Man, has this ever been a full moon couple of days. I won’t even bore you with the weird details. Instead:
1) For those of you who have wondered, over the past months/years, exactly what it is the Big Cheese is doing on his extended trips to Asia — among other things, he is collecting art. For the past several months we’ve been working on his gallery website. It is far from complete and still needs a fair amount of revision in terms of content, and he’s still uploading images, but if you’d like to see some interesting artwork, here’s a link to his site. I’m really proud of the work he’s done.
2) My 86-year-old dad dragged me to The Curious Case of Benjamin Button yesterday; he wanted to see it because he’d read the Fitzgerald short story decades ago, and I had to drive him. I had zero interest in the movie, based on a review I’d read and my assumption that the alleged items of interest were: 1) Brad Pitt and 2) watching the wonders of prosthetic makeup as they reverse-age him, and who cares? I thought the plot sounded stupid.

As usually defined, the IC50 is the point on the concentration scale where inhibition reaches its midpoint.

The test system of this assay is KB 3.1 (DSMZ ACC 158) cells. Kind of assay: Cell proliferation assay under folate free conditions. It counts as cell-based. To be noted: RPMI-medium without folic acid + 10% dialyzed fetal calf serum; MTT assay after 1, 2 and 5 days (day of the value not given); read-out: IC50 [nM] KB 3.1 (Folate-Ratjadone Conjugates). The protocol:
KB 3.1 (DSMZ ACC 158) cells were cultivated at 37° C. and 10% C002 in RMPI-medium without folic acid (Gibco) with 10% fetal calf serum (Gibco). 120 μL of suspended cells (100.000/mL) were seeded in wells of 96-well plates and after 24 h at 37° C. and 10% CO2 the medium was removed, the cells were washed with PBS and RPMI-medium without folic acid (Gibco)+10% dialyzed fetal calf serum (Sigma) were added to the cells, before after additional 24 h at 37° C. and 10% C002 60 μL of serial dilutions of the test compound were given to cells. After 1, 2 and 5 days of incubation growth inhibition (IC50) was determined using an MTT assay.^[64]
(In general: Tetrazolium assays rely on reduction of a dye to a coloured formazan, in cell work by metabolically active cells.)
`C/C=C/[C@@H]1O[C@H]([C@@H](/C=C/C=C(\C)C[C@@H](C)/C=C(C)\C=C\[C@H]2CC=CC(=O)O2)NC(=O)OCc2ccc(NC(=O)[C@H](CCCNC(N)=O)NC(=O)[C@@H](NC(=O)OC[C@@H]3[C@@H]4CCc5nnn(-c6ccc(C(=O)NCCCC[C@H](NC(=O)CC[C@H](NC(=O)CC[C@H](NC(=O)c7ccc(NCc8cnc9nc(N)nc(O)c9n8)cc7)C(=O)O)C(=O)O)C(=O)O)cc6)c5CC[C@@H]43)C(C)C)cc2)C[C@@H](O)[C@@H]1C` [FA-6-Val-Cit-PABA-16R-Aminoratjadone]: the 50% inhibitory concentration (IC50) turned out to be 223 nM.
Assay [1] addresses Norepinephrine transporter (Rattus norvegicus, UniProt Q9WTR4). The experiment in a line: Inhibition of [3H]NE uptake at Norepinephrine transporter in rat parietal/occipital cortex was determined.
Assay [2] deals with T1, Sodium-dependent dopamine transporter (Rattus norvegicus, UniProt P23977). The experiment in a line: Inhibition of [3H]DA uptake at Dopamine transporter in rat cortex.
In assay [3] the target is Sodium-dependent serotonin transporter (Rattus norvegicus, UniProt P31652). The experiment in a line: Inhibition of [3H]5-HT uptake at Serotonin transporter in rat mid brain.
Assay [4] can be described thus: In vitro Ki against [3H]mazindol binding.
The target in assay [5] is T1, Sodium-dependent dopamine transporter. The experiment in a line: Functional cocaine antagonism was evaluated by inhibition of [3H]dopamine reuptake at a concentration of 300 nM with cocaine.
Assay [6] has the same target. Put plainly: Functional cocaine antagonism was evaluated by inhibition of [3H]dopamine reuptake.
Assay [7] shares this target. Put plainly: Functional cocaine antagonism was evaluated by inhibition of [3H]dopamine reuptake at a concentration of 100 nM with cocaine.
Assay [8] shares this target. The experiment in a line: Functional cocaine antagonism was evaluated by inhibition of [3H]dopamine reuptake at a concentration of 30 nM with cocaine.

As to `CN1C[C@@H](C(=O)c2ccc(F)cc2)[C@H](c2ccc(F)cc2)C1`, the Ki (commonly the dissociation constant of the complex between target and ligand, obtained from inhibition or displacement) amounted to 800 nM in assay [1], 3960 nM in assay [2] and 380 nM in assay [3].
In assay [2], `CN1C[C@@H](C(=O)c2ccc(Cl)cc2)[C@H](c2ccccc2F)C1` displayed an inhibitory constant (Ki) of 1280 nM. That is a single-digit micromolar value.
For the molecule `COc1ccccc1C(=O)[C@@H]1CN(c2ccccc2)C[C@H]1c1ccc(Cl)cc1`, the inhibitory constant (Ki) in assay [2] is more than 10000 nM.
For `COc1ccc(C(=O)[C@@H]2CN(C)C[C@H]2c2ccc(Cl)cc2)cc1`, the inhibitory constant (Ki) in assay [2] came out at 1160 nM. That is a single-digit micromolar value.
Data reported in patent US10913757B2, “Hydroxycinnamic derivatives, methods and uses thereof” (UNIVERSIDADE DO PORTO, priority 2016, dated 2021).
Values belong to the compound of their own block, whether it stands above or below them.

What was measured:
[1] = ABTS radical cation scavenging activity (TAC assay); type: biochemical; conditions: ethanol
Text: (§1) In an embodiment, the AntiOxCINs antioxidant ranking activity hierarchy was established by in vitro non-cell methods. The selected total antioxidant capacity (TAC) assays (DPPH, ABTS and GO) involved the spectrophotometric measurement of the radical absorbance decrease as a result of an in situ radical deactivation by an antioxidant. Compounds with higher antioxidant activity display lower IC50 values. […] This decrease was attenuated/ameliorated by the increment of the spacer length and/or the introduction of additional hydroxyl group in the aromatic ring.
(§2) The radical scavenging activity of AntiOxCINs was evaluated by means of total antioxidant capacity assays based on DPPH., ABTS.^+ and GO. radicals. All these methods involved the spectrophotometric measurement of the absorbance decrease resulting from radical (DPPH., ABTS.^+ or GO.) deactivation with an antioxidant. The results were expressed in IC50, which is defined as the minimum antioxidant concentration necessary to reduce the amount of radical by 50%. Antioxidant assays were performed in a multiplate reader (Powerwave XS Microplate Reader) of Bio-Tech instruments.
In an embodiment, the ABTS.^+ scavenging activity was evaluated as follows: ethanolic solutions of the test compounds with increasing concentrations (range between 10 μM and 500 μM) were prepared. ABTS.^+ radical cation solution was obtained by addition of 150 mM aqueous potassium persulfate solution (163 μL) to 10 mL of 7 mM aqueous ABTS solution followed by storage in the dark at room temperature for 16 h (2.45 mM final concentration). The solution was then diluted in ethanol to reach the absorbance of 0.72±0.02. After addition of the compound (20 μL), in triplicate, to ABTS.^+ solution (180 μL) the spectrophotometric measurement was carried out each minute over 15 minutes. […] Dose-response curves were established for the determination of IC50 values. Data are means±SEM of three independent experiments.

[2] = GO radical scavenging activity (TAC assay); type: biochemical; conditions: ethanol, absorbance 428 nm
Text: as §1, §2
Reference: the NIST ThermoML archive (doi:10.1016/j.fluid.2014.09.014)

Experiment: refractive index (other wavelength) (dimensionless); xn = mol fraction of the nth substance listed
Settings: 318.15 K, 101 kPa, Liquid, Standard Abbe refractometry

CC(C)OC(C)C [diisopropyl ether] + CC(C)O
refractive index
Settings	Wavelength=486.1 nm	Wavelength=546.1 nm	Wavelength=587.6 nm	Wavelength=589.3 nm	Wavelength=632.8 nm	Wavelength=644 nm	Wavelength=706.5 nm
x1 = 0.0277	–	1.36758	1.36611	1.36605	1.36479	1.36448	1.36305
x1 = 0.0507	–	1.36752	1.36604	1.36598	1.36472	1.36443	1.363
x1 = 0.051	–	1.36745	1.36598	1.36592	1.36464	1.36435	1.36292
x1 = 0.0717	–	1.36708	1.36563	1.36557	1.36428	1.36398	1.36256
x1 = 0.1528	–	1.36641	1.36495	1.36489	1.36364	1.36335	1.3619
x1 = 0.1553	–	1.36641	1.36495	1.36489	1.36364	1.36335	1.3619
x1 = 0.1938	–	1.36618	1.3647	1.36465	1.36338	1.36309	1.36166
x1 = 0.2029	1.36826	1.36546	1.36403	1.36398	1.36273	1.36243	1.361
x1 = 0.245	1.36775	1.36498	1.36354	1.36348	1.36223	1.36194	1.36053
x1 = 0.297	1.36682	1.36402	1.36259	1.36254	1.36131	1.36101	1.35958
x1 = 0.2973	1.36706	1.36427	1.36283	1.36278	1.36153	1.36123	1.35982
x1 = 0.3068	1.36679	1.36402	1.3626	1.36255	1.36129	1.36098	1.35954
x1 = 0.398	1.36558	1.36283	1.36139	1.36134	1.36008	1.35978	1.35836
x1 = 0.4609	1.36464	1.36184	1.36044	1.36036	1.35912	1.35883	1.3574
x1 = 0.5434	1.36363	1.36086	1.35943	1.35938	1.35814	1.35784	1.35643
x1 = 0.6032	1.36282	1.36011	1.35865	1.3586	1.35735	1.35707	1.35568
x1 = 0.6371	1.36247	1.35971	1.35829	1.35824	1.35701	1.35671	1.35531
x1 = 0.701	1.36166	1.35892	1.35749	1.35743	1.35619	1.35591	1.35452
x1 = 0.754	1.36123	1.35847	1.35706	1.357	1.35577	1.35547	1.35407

Instead I was blessed with one of the best movies I have seen in recent memory. It is fundamentally about love in its infinite variety, and the ways we express love, and the price we pay for daring to love one another. My father and I cried at different parts (it begins around WWI, and some of the historical stuff really resonated for him.) I’d say go see it just for its sheer retro gorgeousness — the clothes! the cars! — but that would be selling the movie short. I didn’t cry because the movie made me feel sad; I cried because the movie made me feel. Also, it’s got Cate Blanchett and Tilda Swinton, my idea of heaven.
Cribbing from the review in Newsweek, “the overall impact of Benjamin Button is greater than the sum of its parts. The metaphor of a life lived backward is strangely haunting. Benjamin’s saga is singular yet universal: anyone who has contemplated his own mortality will find it hard not to be moved by the evocation of the fickleness of fate. Lyrical, original, misshapen and deeply felt, this is one flawed beauty of a movie.” Also, go when you’re ready to kick back and relax — I didn’t realize until we left the theater that it’s two and a half hours long, a movie length that in most cases would have me climbing the walls. Not this time.